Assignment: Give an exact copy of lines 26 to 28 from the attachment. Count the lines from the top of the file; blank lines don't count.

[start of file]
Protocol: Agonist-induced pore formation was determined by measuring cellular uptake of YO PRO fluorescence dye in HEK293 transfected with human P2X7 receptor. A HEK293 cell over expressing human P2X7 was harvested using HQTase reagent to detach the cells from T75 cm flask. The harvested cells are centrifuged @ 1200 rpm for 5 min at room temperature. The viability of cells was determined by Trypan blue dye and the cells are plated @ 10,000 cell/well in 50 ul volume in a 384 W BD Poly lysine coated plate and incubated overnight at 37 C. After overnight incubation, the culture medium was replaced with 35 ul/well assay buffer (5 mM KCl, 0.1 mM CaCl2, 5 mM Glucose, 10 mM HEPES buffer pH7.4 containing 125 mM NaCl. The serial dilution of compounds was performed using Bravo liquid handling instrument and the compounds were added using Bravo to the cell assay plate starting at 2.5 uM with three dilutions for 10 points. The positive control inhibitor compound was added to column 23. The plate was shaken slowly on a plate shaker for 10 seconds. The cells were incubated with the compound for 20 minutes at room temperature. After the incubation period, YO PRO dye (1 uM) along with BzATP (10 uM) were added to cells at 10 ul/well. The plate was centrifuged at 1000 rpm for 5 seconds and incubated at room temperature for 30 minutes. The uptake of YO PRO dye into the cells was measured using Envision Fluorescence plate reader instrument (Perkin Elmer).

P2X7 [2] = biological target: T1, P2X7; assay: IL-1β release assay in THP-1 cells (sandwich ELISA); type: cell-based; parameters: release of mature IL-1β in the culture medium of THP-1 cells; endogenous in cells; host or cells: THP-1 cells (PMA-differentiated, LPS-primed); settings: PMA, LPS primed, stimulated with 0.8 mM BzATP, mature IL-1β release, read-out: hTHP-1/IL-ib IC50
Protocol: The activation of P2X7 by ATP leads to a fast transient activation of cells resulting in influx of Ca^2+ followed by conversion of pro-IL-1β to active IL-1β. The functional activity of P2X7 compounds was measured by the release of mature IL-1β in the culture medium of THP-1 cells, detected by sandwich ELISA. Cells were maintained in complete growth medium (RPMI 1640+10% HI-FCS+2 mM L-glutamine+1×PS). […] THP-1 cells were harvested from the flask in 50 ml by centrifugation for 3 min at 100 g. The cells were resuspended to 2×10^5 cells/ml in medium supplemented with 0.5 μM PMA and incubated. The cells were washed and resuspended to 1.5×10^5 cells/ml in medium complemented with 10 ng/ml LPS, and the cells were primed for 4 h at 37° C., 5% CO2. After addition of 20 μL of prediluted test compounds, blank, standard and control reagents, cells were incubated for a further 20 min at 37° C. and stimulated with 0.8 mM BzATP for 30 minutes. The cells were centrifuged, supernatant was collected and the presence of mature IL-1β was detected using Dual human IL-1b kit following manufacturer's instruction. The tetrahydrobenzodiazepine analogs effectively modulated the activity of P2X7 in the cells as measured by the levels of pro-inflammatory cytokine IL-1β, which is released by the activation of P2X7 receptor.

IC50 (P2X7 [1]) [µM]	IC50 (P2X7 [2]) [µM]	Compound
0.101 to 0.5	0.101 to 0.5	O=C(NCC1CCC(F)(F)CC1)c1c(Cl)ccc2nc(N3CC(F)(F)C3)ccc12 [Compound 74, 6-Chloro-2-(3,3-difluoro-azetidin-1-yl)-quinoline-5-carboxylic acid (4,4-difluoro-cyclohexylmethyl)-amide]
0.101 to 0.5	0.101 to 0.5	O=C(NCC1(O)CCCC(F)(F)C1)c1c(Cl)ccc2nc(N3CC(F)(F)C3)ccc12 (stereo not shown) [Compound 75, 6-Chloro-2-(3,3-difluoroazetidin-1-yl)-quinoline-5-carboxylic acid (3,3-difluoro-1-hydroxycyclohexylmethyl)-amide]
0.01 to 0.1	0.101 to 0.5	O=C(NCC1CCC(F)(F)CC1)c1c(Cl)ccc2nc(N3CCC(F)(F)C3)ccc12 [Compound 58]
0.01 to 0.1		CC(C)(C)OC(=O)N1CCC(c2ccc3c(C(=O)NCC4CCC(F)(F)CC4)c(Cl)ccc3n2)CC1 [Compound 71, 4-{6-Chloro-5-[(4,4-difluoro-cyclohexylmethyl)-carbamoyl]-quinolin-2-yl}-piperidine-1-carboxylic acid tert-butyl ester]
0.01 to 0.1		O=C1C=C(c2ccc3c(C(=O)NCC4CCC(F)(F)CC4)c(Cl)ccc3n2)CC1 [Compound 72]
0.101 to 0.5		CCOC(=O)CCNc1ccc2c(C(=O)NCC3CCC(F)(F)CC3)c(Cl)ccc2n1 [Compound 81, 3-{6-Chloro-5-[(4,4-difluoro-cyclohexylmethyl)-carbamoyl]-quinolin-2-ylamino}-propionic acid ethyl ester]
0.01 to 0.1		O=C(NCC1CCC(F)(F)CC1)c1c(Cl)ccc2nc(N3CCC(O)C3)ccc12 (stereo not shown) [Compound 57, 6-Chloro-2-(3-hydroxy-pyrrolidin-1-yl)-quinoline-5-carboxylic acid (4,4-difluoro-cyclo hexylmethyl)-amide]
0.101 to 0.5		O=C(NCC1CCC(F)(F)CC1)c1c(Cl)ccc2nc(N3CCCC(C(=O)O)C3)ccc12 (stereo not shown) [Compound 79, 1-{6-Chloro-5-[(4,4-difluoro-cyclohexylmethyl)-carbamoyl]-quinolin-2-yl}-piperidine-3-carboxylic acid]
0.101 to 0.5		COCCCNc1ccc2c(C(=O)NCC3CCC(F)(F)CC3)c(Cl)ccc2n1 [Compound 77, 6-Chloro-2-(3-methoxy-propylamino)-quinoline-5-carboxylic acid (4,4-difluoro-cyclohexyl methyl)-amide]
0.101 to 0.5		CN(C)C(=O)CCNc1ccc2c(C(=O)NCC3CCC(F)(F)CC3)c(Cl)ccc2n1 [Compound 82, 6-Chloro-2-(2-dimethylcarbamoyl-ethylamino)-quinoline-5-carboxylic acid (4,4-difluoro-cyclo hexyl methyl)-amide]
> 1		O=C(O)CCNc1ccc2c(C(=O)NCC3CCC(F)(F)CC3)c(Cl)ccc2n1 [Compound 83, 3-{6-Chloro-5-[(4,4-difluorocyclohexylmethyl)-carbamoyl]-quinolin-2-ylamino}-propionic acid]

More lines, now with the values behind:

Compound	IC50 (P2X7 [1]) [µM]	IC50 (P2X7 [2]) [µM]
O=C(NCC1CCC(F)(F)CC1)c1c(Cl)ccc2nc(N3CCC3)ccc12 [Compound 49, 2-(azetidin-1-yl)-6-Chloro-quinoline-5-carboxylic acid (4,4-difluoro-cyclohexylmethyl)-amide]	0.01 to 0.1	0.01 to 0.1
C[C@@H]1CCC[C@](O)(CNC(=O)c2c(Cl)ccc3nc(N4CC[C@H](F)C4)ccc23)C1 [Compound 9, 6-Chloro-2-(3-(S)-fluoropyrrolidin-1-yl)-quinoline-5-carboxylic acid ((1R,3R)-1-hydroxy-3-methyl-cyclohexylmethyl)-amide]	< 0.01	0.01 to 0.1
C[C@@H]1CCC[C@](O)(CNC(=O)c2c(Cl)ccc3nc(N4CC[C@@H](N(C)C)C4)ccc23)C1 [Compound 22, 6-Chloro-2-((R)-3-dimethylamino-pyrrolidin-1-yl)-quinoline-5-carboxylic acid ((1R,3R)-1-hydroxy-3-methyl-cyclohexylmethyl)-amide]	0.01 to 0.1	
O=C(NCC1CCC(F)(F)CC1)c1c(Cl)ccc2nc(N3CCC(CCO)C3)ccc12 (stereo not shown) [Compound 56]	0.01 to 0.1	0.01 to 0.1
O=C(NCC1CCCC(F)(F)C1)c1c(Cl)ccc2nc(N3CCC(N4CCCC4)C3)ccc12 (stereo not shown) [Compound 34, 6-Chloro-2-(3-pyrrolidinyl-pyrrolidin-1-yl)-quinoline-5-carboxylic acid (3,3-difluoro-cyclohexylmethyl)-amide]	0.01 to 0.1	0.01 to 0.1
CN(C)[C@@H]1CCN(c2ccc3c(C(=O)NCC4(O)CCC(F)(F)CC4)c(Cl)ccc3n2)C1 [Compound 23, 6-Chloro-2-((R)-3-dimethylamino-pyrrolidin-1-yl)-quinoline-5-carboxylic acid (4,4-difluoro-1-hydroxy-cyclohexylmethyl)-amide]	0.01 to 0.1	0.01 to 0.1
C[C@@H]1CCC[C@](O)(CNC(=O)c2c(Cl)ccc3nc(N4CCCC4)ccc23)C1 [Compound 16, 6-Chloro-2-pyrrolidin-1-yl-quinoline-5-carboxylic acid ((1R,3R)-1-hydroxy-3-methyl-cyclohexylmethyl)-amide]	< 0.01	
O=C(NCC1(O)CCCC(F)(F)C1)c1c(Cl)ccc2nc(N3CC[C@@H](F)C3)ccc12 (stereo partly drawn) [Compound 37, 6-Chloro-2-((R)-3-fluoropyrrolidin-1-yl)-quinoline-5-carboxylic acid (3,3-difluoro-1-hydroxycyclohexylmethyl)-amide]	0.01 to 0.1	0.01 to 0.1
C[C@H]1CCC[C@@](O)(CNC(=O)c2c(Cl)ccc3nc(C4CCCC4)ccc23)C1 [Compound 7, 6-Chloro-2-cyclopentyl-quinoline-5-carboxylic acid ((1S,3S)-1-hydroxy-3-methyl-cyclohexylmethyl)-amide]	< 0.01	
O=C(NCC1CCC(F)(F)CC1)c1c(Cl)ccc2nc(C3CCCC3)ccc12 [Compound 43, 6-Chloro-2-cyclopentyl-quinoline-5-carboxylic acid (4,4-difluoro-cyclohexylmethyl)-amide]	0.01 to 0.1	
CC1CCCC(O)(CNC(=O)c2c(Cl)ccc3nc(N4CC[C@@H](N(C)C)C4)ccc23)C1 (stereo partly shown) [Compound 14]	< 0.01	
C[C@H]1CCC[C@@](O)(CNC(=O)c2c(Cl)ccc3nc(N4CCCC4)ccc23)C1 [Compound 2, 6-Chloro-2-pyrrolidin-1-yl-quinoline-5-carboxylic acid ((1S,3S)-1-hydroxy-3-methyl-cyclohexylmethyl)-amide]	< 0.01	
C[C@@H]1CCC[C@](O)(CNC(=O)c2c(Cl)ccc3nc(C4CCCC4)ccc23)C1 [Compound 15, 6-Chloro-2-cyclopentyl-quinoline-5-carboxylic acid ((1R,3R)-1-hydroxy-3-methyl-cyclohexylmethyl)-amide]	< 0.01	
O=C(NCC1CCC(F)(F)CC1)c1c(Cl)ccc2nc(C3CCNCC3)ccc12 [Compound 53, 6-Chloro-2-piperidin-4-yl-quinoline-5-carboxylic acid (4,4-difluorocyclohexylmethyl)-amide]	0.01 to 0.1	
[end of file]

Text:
C[C@H]1CCC[C@@](O)(CNC(=O)c2c(Cl)ccc3nc(C4CCCC4)ccc23)C1 [Compound 7, 6-Chloro-2-cyclopentyl-quinoline-5-carboxylic acid ((1S,3S)-1-hydroxy-3-methyl-cyclohexylmethyl)-amide]	< 0.01	
O=C(NCC1CCC(F)(F)CC1)c1c(Cl)ccc2nc(C3CCCC3)ccc12 [Compound 43, 6-Chloro-2-cyclopentyl-quinoline-5-carboxylic acid (4,4-difluoro-cyclohexylmethyl)-amide]	0.01 to 0.1	
CC1CCCC(O)(CNC(=O)c2c(Cl)ccc3nc(N4CC[C@@H](N(C)C)C4)ccc23)C1 (stereo partly shown) [Compound 14]	< 0.01	